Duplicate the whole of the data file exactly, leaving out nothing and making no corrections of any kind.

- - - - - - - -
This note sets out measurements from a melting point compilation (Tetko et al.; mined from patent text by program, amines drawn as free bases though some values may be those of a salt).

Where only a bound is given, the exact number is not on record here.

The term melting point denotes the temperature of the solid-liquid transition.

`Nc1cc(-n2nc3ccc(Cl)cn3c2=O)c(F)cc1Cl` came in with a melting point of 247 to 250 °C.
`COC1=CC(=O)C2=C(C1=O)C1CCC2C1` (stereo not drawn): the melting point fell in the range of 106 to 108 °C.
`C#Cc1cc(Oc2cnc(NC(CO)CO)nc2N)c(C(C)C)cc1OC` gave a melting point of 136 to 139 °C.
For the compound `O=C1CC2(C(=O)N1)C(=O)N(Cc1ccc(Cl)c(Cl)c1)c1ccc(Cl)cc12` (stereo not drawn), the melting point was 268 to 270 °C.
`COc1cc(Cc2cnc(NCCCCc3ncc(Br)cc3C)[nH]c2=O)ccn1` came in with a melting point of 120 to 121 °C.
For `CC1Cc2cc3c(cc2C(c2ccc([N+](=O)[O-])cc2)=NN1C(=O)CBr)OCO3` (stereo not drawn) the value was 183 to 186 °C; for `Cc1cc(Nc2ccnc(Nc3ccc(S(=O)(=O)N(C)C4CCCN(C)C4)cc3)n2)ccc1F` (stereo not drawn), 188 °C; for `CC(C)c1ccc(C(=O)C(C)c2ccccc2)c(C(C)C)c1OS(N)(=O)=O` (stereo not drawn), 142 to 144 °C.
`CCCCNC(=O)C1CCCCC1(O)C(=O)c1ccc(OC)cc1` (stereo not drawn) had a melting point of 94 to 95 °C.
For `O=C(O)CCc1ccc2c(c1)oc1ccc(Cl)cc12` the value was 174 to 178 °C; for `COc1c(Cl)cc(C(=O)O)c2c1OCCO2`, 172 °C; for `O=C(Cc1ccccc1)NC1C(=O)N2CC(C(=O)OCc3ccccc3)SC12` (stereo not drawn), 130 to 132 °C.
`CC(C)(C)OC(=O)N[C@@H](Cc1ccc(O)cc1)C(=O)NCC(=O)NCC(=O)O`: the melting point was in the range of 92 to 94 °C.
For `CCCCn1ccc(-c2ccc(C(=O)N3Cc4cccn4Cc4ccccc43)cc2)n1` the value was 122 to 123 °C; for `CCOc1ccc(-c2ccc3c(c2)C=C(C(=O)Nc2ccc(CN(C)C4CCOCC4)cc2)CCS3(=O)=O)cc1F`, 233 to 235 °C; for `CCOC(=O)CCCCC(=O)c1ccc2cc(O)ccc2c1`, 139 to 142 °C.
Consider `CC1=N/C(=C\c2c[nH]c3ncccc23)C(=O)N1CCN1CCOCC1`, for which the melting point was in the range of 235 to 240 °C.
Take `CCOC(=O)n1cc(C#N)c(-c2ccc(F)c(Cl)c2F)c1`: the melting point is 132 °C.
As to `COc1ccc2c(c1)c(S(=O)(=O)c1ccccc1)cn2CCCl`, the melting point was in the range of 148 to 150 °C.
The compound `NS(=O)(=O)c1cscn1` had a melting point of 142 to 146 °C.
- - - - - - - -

This note sets out measurements from a melting point compilation (Tetko et al.; mined from patent text by program, amines drawn as free bases though some values may be those of a salt).

Where only a bound is given, the exact number is not on record here.

The term melting point denotes the temperature of the solid-liquid transition.

`Nc1cc(-n2nc3ccc(Cl)cn3c2=O)c(F)cc1Cl` came in with a melting point of 247 to 250 °C.
`COC1=CC(=O)C2=C(C1=O)C1CCC2C1` (stereo not drawn): the melting point fell in the range of 106 to 108 °C.
`C#Cc1cc(Oc2cnc(NC(CO)CO)nc2N)c(C(C)C)cc1OC` gave a melting point of 136 to 139 °C.
For the compound `O=C1CC2(C(=O)N1)C(=O)N(Cc1ccc(Cl)c(Cl)c1)c1ccc(Cl)cc12` (stereo not drawn), the melting point was 268 to 270 °C.
`COc1cc(Cc2cnc(NCCCCc3ncc(Br)cc3C)[nH]c2=O)ccn1` came in with a melting point of 120 to 121 °C.
For `CC1Cc2cc3c(cc2C(c2ccc([N+](=O)[O-])cc2)=NN1C(=O)CBr)OCO3` (stereo not drawn) the value was 183 to 186 °C; for `Cc1cc(Nc2ccnc(Nc3ccc(S(=O)(=O)N(C)C4CCCN(C)C4)cc3)n2)ccc1F` (stereo not drawn), 188 °C; for `CC(C)c1ccc(C(=O)C(C)c2ccccc2)c(C(C)C)c1OS(N)(=O)=O` (stereo not drawn), 142 to 144 °C.
`CCCCNC(=O)C1CCCCC1(O)C(=O)c1ccc(OC)cc1` (stereo not drawn) had a melting point of 94 to 95 °C.
For `O=C(O)CCc1ccc2c(c1)oc1ccc(Cl)cc12` the value was 174 to 178 °C; for `COc1c(Cl)cc(C(=O)O)c2c1OCCO2`, 172 °C; for `O=C(Cc1ccccc1)NC1C(=O)N2CC(C(=O)OCc3ccccc3)SC12` (stereo not drawn), 130 to 132 °C.
`CC(C)(C)OC(=O)N[C@@H](Cc1ccc(O)cc1)C(=O)NCC(=O)NCC(=O)O`: the melting point was in the range of 92 to 94 °C.
For `CCCCn1ccc(-c2ccc(C(=O)N3Cc4cccn4Cc4ccccc43)cc2)n1` the value was 122 to 123 °C; for `CCOc1ccc(-c2ccc3c(c2)C=C(C(=O)Nc2ccc(CN(C)C4CCOCC4)cc2)CCS3(=O)=O)cc1F`, 233 to 235 °C; for `CCOC(=O)CCCCC(=O)c1ccc2cc(O)ccc2c1`, 139 to 142 °C.
Consider `CC1=N/C(=C\c2c[nH]c3ncccc23)C(=O)N1CCN1CCOCC1`, for which the melting point was in the range of 235 to 240 °C.
Take `CCOC(=O)n1cc(C#N)c(-c2ccc(F)c(Cl)c2F)c1`: the melting point is 132 °C.
As to `COc1ccc2c(c1)c(S(=O)(=O)c1ccccc1)cn2CCCl`, the melting point was in the range of 148 to 150 °C.
The compound `NS(=O)(=O)c1cscn1` had a melting point of 142 to 146 °C.